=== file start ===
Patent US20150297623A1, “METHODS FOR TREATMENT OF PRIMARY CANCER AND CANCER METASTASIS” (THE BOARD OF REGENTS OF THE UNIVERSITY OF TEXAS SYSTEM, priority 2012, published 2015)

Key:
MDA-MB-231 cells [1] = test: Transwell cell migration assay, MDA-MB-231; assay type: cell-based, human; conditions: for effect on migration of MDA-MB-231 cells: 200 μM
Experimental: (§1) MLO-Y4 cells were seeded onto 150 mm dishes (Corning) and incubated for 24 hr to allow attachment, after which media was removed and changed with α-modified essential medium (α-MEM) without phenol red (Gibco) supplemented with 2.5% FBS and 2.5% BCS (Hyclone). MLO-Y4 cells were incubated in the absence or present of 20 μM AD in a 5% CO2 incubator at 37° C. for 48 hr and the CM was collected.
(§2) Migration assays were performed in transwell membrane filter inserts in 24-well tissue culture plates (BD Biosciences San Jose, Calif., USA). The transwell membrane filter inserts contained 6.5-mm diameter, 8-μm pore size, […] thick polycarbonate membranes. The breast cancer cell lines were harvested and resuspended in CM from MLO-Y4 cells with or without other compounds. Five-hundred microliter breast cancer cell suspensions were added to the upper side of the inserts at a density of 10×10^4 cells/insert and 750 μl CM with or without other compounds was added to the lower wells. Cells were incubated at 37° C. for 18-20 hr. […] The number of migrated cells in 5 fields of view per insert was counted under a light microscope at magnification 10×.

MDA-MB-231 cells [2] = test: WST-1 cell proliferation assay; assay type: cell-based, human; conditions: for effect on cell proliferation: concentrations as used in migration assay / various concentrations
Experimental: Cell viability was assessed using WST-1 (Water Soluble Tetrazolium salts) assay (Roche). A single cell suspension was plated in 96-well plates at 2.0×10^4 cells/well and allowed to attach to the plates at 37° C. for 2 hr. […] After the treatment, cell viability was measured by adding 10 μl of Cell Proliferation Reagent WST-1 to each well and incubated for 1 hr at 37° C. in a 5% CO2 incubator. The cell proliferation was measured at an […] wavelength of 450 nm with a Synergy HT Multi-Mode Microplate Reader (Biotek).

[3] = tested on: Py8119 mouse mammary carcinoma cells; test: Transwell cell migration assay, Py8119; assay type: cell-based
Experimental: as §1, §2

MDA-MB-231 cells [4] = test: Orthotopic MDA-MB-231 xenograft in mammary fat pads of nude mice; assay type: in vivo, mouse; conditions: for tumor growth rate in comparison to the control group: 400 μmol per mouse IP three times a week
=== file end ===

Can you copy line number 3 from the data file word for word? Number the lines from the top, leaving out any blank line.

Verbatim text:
MDA-MB-231 cells [1] = test: Transwell cell migration assay, MDA-MB-231; assay type: cell-based, human; conditions: for effect on migration of MDA-MB-231 cells: 200 μM